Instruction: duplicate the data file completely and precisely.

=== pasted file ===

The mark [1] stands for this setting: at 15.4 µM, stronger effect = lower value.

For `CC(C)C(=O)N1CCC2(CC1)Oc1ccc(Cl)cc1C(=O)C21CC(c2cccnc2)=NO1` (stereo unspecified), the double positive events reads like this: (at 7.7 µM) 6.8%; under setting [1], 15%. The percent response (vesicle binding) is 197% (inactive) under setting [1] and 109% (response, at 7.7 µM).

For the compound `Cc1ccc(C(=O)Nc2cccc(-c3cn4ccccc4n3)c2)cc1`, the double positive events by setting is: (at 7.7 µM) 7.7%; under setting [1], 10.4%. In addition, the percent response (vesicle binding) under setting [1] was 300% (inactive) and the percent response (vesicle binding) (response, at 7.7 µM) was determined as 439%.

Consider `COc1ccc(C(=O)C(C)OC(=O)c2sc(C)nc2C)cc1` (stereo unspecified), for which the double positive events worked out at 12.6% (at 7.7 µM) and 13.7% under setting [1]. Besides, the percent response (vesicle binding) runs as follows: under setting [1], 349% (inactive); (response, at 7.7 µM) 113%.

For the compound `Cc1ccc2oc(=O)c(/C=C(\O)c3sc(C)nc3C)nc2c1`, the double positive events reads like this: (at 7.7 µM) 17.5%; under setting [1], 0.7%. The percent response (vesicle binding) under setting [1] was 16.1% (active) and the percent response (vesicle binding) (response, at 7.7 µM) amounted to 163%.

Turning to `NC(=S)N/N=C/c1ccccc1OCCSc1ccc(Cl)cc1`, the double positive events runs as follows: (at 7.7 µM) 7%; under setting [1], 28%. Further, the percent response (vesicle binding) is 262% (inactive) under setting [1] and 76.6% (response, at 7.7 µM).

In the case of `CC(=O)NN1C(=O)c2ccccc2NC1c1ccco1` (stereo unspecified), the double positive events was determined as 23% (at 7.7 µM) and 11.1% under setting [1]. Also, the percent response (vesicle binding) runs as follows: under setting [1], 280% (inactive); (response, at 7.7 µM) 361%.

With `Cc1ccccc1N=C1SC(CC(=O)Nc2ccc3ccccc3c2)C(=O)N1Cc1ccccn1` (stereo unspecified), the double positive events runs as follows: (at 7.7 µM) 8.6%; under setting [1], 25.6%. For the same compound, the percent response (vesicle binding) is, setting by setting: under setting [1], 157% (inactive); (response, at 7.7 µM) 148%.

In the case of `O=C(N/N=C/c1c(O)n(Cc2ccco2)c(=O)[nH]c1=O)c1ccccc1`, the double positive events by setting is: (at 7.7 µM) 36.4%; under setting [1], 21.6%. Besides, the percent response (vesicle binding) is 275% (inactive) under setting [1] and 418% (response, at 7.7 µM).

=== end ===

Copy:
The mark [1] stands for this setting: at 15.4 µM, stronger effect = lower value.

For `CC(C)C(=O)N1CCC2(CC1)Oc1ccc(Cl)cc1C(=O)C21CC(c2cccnc2)=NO1` (stereo unspecified), the double positive events reads like this: (at 7.7 µM) 6.8%; under setting [1], 15%. The percent response (vesicle binding) is 197% (inactive) under setting [1] and 109% (response, at 7.7 µM).

For the compound `Cc1ccc(C(=O)Nc2cccc(-c3cn4ccccc4n3)c2)cc1`, the double positive events by setting is: (at 7.7 µM) 7.7%; under setting [1], 10.4%. In addition, the percent response (vesicle binding) under setting [1] was 300% (inactive) and the percent response (vesicle binding) (response, at 7.7 µM) was determined as 439%.

Consider `COc1ccc(C(=O)C(C)OC(=O)c2sc(C)nc2C)cc1` (stereo unspecified), for which the double positive events worked out at 12.6% (at 7.7 µM) and 13.7% under setting [1]. Besides, the percent response (vesicle binding) runs as follows: under setting [1], 349% (inactive); (response, at 7.7 µM) 113%.

For the compound `Cc1ccc2oc(=O)c(/C=C(\O)c3sc(C)nc3C)nc2c1`, the double positive events reads like this: (at 7.7 µM) 17.5%; under setting [1], 0.7%. The percent response (vesicle binding) under setting [1] was 16.1% (active) and the percent response (vesicle binding) (response, at 7.7 µM) amounted to 163%.

Turning to `NC(=S)N/N=C/c1ccccc1OCCSc1ccc(Cl)cc1`, the double positive events runs as follows: (at 7.7 µM) 7%; under setting [1], 28%. Further, the percent response (vesicle binding) is 262% (inactive) under setting [1] and 76.6% (response, at 7.7 µM).

In the case of `CC(=O)NN1C(=O)c2ccccc2NC1c1ccco1` (stereo unspecified), the double positive events was determined as 23% (at 7.7 µM) and 11.1% under setting [1]. Also, the percent response (vesicle binding) runs as follows: under setting [1], 280% (inactive); (response, at 7.7 µM) 361%.

With `Cc1ccccc1N=C1SC(CC(=O)Nc2ccc3ccccc3c2)C(=O)N1Cc1ccccn1` (stereo unspecified), the double positive events runs as follows: (at 7.7 µM) 8.6%; under setting [1], 25.6%. For the same compound, the percent response (vesicle binding) is, setting by setting: under setting [1], 157% (inactive); (response, at 7.7 µM) 148%.

In the case of `O=C(N/N=C/c1c(O)n(Cc2ccco2)c(=O)[nH]c1=O)c1ccccc1`, the double positive events by setting is: (at 7.7 µM) 36.4%; under setting [1], 21.6%. Besides, the percent response (vesicle binding) is 275% (inactive) under setting [1] and 418% (response, at 7.7 µM).